You mentioned in your email that the books you’ve chosen are ones you consider essential to understanding the merits of atheism. Can you explain what you meant by that?
As you know I started my books with the Confessions of St Augustine, which I don’t think is on everyone’s list of the best books on atheism. What I meant when I said that they’re crucial to understanding atheism’s merits is that, although that was not his intention, to read St Augustine’s Confessions lays bare the complete inadequacy of religion to answer the great questions of life – which are really no different now than they were when he was grappling with them. How do you account for sin when there is an all-powerful all-loving God? The answer Augustine comes up with – as is the answer in Western Christianity and in Judaism – is free will, which is a completely inadequate answer. Either God is all-powerful and is therefore entirely responsible for everything that happens, or he is not, and there is not a God in this sense.
So this book is a good example of religion’s inadequacy. Atheists don’t have to cope with the question of why there is evil in the world, the answer is that we’re responsible for it.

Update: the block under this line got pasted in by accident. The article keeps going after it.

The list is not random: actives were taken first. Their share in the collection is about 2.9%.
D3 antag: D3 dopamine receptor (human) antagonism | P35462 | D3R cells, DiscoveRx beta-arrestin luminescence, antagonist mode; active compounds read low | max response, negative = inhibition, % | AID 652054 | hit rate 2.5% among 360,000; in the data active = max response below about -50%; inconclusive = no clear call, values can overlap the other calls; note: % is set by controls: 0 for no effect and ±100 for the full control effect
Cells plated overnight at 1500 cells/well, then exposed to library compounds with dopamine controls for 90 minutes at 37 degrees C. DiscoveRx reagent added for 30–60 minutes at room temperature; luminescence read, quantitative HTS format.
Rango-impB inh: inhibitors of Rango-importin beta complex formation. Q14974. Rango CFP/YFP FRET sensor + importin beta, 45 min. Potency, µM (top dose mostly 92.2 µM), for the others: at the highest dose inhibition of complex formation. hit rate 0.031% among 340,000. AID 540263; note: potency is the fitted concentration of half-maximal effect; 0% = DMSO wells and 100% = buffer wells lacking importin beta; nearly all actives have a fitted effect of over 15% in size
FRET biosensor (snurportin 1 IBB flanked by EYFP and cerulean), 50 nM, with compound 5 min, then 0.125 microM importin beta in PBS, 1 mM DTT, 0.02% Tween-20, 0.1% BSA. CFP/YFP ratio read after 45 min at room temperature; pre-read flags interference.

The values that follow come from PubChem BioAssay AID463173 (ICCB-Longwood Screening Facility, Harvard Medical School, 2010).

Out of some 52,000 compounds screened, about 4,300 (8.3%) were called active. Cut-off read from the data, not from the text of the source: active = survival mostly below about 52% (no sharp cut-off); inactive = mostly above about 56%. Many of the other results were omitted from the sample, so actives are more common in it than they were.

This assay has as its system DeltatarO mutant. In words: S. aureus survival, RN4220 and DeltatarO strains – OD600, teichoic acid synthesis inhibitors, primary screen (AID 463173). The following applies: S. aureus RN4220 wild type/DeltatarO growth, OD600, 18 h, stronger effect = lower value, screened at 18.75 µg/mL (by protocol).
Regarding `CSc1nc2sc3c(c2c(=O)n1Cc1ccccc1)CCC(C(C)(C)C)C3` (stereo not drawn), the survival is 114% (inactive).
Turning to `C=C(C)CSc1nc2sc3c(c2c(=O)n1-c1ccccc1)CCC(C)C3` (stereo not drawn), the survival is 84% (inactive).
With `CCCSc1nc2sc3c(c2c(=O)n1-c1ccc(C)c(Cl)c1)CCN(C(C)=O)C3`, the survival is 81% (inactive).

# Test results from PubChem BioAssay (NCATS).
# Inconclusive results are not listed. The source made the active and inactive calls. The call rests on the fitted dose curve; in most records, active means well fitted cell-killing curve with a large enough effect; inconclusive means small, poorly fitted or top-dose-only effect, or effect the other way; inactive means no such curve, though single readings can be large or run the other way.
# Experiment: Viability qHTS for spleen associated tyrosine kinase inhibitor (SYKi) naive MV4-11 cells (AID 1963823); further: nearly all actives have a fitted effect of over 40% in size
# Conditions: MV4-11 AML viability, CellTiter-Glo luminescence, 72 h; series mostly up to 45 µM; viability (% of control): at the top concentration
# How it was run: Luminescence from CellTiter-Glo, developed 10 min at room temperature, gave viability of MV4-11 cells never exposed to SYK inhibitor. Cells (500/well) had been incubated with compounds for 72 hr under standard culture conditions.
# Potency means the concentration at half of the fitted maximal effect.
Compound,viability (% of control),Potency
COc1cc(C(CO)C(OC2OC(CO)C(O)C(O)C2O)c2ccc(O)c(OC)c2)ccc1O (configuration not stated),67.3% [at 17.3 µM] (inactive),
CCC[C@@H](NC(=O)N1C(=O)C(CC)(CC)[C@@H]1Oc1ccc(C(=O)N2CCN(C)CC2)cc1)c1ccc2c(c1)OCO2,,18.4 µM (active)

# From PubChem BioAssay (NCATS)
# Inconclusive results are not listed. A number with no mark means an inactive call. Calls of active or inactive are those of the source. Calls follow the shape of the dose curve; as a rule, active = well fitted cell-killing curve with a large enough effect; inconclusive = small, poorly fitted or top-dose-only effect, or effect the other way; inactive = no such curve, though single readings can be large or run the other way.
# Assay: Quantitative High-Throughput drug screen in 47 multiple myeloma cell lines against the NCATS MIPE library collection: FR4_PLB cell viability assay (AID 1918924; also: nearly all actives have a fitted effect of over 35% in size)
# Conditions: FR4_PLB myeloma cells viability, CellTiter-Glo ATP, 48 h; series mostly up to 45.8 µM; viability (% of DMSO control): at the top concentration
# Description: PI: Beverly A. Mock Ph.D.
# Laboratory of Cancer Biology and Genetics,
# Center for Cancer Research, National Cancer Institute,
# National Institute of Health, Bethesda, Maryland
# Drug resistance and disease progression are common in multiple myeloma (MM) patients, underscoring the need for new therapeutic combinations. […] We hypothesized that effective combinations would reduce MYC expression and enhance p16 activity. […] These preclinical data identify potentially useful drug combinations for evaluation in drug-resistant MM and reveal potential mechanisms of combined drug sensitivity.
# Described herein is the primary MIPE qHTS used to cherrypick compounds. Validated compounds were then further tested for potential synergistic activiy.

In your view, should everyone be an atheist?
I don’t even know how to answer that question. Atheism seems to me to be reasonable, but should everyone be an atheist? I don’t know. To me that’s like asking, should everyone appreciate art? I would never set forth a dictate like that. Although religion seems utterly irrational to me, it gives all kinds of people a lot of things without the bad things that we’ve seen throughout the ages in religion, and we see today in the ultra-Islamic world. I would like to see more atheists, particularly in America which is the only developed country which is still heavily in the grip of religion, and in which fundamentalist religion still has so much influence. I think fundamentalist religion of all kinds – and most fundamentalist religions are from the monotheistic religions, Catholicism, Protestantism, Christianity, Judaism and Islam – are terrible forces in the world. I don’t like the fact that 25% of the people in my country believe the Bible is literally true. That’s not true in other developed parts of the world, it’s only true in places where education is very poor. So America is an anomaly in that respect. I’d like to see all fundamentalist religion go down the drain.